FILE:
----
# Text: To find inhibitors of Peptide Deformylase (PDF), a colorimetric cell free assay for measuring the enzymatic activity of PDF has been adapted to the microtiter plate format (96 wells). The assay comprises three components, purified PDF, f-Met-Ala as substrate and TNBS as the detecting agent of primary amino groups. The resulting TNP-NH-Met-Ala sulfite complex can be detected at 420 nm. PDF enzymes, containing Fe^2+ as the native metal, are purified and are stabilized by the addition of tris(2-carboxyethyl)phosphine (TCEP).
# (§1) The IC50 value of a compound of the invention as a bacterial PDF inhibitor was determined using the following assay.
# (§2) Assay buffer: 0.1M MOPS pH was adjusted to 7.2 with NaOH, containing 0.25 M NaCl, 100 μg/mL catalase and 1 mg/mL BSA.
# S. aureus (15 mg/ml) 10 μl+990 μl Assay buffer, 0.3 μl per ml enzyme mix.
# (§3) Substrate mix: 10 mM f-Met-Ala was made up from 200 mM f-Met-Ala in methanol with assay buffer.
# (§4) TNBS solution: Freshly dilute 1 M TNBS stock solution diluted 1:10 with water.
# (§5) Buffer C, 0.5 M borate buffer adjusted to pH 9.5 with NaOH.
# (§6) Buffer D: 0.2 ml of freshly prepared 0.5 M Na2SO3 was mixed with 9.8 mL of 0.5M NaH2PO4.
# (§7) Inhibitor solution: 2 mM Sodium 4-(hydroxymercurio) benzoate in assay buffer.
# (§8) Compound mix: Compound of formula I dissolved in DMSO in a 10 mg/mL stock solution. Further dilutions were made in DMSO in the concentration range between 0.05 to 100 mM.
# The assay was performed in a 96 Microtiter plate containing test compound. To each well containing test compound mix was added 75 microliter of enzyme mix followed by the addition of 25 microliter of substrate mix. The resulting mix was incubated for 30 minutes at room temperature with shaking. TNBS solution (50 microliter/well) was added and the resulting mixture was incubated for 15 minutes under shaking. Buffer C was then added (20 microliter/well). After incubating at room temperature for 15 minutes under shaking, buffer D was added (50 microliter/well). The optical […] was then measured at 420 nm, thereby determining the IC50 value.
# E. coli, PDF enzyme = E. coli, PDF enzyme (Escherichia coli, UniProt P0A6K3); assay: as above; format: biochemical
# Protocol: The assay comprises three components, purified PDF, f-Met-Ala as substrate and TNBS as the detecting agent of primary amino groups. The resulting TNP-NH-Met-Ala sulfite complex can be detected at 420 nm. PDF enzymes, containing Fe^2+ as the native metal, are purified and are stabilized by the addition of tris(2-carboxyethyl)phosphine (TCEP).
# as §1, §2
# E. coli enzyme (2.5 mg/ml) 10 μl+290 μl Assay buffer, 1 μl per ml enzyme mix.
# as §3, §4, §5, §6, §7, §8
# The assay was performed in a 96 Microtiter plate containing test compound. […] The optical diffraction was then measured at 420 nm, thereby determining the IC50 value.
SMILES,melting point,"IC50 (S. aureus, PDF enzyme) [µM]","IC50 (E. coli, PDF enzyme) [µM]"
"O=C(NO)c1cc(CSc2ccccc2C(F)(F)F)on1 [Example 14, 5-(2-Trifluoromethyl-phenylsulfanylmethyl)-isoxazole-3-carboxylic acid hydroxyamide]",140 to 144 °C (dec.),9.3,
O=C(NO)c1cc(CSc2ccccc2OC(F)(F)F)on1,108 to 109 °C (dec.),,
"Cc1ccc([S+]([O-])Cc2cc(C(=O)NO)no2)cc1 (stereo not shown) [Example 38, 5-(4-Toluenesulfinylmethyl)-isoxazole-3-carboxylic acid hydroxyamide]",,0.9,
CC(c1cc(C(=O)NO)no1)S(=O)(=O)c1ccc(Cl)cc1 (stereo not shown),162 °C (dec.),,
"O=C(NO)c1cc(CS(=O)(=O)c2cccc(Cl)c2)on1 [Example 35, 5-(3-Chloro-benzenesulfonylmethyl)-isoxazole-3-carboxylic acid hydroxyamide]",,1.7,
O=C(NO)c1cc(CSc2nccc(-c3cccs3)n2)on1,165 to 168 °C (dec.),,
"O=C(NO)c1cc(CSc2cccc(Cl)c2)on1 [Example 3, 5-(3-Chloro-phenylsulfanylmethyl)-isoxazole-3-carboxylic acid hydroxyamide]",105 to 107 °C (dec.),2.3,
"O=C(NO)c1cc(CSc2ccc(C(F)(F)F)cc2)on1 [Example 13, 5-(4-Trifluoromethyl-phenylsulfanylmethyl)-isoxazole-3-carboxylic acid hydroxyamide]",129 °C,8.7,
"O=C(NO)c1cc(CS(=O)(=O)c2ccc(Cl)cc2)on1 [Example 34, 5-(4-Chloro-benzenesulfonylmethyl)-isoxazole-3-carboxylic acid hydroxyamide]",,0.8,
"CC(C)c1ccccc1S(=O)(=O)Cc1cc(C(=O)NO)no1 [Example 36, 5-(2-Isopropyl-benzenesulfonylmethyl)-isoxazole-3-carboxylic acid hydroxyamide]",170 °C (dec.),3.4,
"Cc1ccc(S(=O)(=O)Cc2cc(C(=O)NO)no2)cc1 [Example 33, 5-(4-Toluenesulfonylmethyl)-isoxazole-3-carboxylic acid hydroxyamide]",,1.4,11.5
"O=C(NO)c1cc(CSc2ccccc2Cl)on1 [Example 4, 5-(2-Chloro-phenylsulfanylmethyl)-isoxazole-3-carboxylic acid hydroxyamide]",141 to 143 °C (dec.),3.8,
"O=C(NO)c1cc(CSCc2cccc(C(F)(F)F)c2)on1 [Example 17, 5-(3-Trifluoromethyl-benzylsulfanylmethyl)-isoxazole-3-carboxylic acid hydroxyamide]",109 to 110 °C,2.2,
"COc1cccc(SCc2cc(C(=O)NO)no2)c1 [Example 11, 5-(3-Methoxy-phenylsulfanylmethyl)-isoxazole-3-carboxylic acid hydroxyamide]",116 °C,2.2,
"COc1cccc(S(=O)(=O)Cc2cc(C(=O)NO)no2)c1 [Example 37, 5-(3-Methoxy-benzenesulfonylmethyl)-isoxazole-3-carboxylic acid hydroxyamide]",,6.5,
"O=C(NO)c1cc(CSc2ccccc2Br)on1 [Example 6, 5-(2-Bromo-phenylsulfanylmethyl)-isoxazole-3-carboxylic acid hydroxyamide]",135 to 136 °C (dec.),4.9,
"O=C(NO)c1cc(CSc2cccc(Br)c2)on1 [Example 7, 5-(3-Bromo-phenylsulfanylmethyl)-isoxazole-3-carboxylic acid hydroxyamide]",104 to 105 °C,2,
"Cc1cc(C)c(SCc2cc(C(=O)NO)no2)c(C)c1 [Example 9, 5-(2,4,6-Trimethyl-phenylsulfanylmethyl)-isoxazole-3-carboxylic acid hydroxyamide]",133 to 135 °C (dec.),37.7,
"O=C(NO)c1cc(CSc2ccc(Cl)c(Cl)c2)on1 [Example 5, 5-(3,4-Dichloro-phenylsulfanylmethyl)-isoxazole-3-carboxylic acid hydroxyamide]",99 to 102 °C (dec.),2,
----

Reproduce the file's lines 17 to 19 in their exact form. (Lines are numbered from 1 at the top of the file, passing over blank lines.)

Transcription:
# The assay was performed in a 96 Microtiter plate containing test compound. […] The optical diffraction was then measured at 420 nm, thereby determining the IC50 value.
SMILES,melting point,"IC50 (S. aureus, PDF enzyme) [µM]","IC50 (E. coli, PDF enzyme) [µM]"
"O=C(NO)c1cc(CSc2ccccc2C(F)(F)F)on1 [Example 14, 5-(2-Trifluoromethyl-phenylsulfanylmethyl)-isoxazole-3-carboxylic acid hydroxyamide]",140 to 144 °C (dec.),9.3,